So when I lop off the 15A 115V plug - I suppose I'll see three wires. Black,
n' white, n' green.
When I attach the NEMA 6-20P plug, he said redundantly, does the black need
to go to one particular blade, or can I choose thanks to the magic of
I ask 'cuz thanks to the magic of the internet, I learned a few years ago
that there was a right way to wire zip cord in a lamp with a polarized
Remember you "identify" the neutral. That is the silver screw, the wide blade
on the plug and the ridged conductor on the zip cord.
The wire will almost always be white except when it is 277v derived from 480v
(used in big building lights) That is grey.
Since we are global these days you may also see line cords from Europe that
have blue and brown. Blue is neutral over there.
Perhaps this confusion arose with the change from the 5-15 (15 amp)/5-20 (20
amp) [125 VAC] to the 6-15 (15 amp)/6-20 (20 amp) [250 VAC] rated plugs.
They ARE different (hmmm ... THAT'S why they have different numbers).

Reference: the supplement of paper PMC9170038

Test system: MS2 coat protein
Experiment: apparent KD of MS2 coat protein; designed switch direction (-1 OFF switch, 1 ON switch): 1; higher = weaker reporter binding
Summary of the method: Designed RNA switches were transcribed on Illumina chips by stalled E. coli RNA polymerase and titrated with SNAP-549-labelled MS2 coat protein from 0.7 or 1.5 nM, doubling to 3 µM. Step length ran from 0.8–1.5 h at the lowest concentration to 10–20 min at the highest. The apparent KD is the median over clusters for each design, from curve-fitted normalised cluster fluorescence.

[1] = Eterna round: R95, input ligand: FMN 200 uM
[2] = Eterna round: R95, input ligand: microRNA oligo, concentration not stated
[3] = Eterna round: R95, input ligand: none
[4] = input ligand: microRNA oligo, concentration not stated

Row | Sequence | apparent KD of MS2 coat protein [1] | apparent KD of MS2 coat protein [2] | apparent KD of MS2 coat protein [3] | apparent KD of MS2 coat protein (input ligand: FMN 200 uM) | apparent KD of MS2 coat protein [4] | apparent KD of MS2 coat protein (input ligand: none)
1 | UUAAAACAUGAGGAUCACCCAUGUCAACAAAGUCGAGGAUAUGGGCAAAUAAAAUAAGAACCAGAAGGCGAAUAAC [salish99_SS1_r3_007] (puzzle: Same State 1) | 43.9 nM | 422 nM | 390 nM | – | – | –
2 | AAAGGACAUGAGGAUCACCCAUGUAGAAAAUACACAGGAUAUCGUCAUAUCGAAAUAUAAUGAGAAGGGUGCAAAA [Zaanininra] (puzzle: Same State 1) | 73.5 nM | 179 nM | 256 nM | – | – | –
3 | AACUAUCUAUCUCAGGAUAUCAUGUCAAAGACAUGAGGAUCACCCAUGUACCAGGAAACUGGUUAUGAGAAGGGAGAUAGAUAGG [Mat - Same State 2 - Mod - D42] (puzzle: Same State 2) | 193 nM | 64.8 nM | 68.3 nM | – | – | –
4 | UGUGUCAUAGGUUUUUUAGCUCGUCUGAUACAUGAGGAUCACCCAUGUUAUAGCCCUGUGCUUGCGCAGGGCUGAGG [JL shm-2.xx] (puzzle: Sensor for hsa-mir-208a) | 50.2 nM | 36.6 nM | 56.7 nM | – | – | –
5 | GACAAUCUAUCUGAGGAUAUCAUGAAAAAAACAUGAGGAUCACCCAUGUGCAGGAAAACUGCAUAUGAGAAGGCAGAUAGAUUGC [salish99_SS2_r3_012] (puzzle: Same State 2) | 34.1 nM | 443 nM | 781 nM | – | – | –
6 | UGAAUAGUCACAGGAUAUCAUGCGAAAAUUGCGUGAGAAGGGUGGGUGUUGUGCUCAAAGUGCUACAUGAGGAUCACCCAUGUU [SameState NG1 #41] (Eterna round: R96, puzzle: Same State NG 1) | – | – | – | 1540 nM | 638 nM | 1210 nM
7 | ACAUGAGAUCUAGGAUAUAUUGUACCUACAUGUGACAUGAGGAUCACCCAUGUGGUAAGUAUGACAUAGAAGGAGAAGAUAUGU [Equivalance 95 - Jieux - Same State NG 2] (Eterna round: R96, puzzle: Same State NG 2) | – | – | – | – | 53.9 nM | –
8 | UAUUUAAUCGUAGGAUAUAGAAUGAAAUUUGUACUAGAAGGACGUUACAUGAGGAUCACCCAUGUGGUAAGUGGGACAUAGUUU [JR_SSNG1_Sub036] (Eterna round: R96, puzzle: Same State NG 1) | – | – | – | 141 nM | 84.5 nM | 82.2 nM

Pictures often tell us more, so here's a quick picture to help you sort
things out (diagram credit McMaster-Carr online catalog ...
The 5-15 and 5-20 plugs conform to the wiring described below, the 6-15 and
6-20 don't, because we're not bringing a neutral line into the plug.
Authoritative answer: "Yes." *grin*
The black wire must go to _one_ of the 'hot' blades -- *which*one* =isa matter of 'your choice'.
then the white wire goes to the "other" 'hot' blade.
And the green goes to the 'safety ground', obviously.
Ayup. That there is. because you're dealing with one 'hot', and one 'neutral',
vs. two 'hot' leads.
'hot' leads are, in general, interchangable -- from a safety standpoint, that
is -- although, in poly-phase circuitry, said interchanging of hot leads
may have an effect on the direction of rotation of any motors involved.
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